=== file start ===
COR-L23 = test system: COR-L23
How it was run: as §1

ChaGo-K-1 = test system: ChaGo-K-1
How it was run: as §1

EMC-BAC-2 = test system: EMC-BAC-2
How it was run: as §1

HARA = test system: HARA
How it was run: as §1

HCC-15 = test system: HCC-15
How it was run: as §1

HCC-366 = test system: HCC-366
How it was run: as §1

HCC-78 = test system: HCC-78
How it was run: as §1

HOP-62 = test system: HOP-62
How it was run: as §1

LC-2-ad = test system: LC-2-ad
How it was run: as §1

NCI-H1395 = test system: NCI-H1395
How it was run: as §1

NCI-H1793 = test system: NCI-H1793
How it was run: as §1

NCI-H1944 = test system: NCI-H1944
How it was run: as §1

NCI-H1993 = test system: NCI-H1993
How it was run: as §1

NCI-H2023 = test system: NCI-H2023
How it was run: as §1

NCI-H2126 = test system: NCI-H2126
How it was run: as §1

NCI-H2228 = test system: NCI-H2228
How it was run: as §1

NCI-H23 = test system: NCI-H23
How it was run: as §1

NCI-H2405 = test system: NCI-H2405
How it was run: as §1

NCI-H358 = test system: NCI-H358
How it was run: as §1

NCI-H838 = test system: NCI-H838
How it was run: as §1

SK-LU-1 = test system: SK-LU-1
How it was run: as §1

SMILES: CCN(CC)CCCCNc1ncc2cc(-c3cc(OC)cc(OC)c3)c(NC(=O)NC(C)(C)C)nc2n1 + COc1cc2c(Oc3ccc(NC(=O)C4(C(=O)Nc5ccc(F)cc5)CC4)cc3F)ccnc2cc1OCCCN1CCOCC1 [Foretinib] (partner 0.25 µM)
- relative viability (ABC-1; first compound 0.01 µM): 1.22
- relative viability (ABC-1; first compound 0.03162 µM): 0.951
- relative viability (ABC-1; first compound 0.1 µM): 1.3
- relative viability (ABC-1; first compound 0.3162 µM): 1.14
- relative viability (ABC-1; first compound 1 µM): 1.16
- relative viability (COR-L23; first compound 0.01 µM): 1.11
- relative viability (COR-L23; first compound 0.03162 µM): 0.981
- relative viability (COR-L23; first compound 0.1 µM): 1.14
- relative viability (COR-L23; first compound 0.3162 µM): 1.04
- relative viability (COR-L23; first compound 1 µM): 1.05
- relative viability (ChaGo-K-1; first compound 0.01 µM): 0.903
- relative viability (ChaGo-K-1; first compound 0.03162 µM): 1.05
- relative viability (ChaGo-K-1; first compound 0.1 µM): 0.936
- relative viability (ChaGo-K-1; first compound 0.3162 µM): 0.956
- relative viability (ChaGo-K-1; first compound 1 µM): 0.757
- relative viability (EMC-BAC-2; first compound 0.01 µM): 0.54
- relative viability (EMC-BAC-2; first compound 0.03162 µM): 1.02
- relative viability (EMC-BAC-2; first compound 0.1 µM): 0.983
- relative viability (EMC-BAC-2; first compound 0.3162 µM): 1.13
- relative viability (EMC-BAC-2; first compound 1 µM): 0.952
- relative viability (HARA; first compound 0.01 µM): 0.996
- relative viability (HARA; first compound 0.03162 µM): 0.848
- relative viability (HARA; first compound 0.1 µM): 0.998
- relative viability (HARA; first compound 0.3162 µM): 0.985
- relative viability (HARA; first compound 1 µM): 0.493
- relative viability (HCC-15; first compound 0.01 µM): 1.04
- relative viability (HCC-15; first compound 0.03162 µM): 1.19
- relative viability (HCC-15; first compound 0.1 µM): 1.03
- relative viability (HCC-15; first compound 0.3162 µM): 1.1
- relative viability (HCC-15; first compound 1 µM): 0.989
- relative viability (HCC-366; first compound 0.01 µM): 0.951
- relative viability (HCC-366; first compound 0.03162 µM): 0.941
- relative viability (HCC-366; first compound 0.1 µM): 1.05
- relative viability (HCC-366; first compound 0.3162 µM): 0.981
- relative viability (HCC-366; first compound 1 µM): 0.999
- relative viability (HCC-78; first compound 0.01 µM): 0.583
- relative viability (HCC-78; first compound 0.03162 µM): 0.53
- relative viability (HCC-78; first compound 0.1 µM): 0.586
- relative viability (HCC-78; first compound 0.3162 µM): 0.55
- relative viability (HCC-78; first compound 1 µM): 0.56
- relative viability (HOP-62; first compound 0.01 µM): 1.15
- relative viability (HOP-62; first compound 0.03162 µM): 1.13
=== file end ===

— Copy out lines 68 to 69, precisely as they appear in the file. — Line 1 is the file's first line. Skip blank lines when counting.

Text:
- relative viability (HARA; first compound 1 µM): 0.493
- relative viability (HCC-15; first compound 0.01 µM): 1.04